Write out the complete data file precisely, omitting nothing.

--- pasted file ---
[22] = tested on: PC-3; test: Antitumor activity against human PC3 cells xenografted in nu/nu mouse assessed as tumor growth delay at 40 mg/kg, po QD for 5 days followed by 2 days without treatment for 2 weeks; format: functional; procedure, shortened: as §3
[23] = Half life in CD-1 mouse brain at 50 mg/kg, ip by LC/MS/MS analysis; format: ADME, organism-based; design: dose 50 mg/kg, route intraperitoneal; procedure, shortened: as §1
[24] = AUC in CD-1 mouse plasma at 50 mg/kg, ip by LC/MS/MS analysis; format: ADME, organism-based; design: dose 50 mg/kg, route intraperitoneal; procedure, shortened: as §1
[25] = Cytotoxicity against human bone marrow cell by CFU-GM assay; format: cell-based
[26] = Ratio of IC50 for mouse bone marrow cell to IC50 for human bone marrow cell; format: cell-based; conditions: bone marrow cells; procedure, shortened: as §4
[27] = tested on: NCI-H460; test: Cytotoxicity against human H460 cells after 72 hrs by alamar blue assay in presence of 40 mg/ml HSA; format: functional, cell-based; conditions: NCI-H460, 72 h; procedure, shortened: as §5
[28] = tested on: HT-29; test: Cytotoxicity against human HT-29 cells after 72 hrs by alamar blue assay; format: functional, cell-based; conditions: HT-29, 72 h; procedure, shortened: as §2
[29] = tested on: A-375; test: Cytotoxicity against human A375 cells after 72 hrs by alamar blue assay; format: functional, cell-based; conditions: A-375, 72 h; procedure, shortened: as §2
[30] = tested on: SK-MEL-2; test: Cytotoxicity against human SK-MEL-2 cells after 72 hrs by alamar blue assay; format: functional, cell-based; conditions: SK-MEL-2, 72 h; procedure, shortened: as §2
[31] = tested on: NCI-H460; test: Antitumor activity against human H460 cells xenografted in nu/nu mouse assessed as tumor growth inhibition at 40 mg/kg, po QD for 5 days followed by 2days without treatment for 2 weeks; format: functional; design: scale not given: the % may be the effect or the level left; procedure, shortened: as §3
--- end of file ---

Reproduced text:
[22] = tested on: PC-3; test: Antitumor activity against human PC3 cells xenografted in nu/nu mouse assessed as tumor growth delay at 40 mg/kg, po QD for 5 days followed by 2 days without treatment for 2 weeks; format: functional; procedure, shortened: as §3
[23] = Half life in CD-1 mouse brain at 50 mg/kg, ip by LC/MS/MS analysis; format: ADME, organism-based; design: dose 50 mg/kg, route intraperitoneal; procedure, shortened: as §1
[24] = AUC in CD-1 mouse plasma at 50 mg/kg, ip by LC/MS/MS analysis; format: ADME, organism-based; design: dose 50 mg/kg, route intraperitoneal; procedure, shortened: as §1
[25] = Cytotoxicity against human bone marrow cell by CFU-GM assay; format: cell-based
[26] = Ratio of IC50 for mouse bone marrow cell to IC50 for human bone marrow cell; format: cell-based; conditions: bone marrow cells; procedure, shortened: as §4
[27] = tested on: NCI-H460; test: Cytotoxicity against human H460 cells after 72 hrs by alamar blue assay in presence of 40 mg/ml HSA; format: functional, cell-based; conditions: NCI-H460, 72 h; procedure, shortened: as §5
[28] = tested on: HT-29; test: Cytotoxicity against human HT-29 cells after 72 hrs by alamar blue assay; format: functional, cell-based; conditions: HT-29, 72 h; procedure, shortened: as §2
[29] = tested on: A-375; test: Cytotoxicity against human A375 cells after 72 hrs by alamar blue assay; format: functional, cell-based; conditions: A-375, 72 h; procedure, shortened: as §2
[30] = tested on: SK-MEL-2; test: Cytotoxicity against human SK-MEL-2 cells after 72 hrs by alamar blue assay; format: functional, cell-based; conditions: SK-MEL-2, 72 h; procedure, shortened: as §2
[31] = tested on: NCI-H460; test: Antitumor activity against human H460 cells xenografted in nu/nu mouse assessed as tumor growth inhibition at 40 mg/kg, po QD for 5 days followed by 2days without treatment for 2 weeks; format: functional; design: scale not given: the % may be the effect or the level left; procedure, shortened: as §3